Tiny deworming pills are causing big headaches for international-aid nonprofits, as the charities continue to grapple with criticism that they wildly exaggerate the value of the medicines used to treat the poor, in order to appear more financially successful.
In a significant move, Operation Blessing International, the relief group founded by the televangelist Pat Robertson, has decided to stop recording the value of deworming tablets in the total of its donations. The pills, which the group says it valued at an average of $6.85 per pill over the last seven years, have accounted for more than $300-million of its revenue during that period.
“Until industry standards for the recognition and valuation of these medications become clearer, OBI has decided to discontinue recognition of any value of such donations for financial reporting purposes,” the nonprofit said in its most recent Form 990, the informational tax return charities file with the Internal Revenue Service.
Because of that decision, the group’s stated revenue fell in 2011 by nearly 30 percent, or $113-million, from the total it previously claimed in its audited financial statements for that year. Operation Blessing’s auditor, KPMG, approved the audited documents in July 2011, but the charity’s informational tax return wasn’t filed until February 2012.
In that seven-month period, the anti-parasite drugs were the subject of several news investigations and increased scrutiny by the Internal Revenue Service. In February, the IRS accused another aid group, Food for the Hungry, of using deworming pills and other goods to inflate its 2008 revenue by $75-million. Food for the Hungry is contesting the IRS’s claims.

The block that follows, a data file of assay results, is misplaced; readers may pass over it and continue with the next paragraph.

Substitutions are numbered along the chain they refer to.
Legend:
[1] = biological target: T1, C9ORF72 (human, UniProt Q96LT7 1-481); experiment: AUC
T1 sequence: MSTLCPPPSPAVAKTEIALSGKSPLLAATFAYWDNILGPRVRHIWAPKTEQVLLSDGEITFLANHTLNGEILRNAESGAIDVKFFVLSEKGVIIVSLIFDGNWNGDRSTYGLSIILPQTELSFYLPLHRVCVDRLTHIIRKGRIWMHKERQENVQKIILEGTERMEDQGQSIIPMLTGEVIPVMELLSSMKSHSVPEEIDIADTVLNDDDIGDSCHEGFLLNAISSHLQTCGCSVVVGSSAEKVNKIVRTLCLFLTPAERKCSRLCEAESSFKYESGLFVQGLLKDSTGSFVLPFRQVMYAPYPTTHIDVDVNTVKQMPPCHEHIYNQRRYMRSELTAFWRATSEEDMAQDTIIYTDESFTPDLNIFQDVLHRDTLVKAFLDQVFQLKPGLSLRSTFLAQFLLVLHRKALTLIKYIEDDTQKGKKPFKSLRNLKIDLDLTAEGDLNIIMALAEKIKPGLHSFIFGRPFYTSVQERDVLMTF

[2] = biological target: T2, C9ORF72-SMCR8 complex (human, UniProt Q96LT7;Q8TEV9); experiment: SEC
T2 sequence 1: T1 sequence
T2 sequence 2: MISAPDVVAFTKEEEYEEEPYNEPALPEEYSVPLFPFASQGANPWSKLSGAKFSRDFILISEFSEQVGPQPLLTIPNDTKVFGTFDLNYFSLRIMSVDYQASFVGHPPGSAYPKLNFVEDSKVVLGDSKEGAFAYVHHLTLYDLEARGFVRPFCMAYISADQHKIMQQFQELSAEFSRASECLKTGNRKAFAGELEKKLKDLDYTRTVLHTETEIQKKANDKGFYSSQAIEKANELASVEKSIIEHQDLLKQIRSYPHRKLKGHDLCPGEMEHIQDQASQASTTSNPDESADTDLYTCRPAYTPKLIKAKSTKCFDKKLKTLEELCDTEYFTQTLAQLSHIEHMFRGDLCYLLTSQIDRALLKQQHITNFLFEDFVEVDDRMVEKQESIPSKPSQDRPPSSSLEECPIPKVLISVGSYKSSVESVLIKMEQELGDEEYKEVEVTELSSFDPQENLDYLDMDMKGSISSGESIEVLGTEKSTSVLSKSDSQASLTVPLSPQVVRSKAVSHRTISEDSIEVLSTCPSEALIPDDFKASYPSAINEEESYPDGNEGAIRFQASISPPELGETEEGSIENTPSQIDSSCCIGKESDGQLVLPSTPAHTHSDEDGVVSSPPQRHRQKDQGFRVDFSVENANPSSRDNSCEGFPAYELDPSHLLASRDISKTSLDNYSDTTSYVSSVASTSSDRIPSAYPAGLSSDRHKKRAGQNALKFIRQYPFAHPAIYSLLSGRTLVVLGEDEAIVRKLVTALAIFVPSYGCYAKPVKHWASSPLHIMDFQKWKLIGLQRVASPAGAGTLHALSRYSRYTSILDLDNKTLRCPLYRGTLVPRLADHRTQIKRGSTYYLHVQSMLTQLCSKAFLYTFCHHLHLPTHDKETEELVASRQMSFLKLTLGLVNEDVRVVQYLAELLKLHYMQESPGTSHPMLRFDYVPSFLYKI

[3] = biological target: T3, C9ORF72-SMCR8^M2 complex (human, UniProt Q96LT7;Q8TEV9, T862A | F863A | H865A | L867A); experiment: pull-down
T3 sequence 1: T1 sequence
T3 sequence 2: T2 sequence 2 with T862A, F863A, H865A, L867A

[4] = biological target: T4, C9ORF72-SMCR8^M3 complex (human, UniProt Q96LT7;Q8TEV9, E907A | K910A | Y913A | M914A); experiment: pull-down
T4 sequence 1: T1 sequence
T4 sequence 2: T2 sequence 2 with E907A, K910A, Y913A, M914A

Nonprofits typically purchase the anti-worm pills for a few cents apiece from vendors in Europe or manufacturers in Asia. The IRS said that Food for the Hungry was wrong to consider the pills donations and to mark up their value to thousands of times their purchase price.
Food for the Hungry and other aid groups say the actual value of the drugs is much higher than what they pay, because the suppliers have “donative intent.”
Anti-worm drugs were also a hot topic at last week’s American Institute of CPAs meeting, where chief financial officers of World Vision and AmeriCares spoke at a session on valuing goods and products.
Katherine A. Sears, senior vice president of finance and technology at AmeriCares, said her charity doesn’t buy medicines and count them as donations, which she said has been the focus of much of the news-media scrutiny of product donations. She lamented that journalistic attention has “cast aspersions” on the value of all products charities receive as donations.
Larry Probus, World Vision’s chief financial officer, explained why his group and others believe charities can count the deworming pills as donations.
Amid criticism of that practice and sharp disagreement over accounting rules, his charity did consider valuing the pills at zero, he said. But World Vision decided that it didn’t make sense to stop valuing the pills simply to avoid negative attention. Instead, the charity paid about $10,000 for market data to learn the sales prices of pills in different countries.“We could afford to do it, we thought it was the right thing to do,” he said.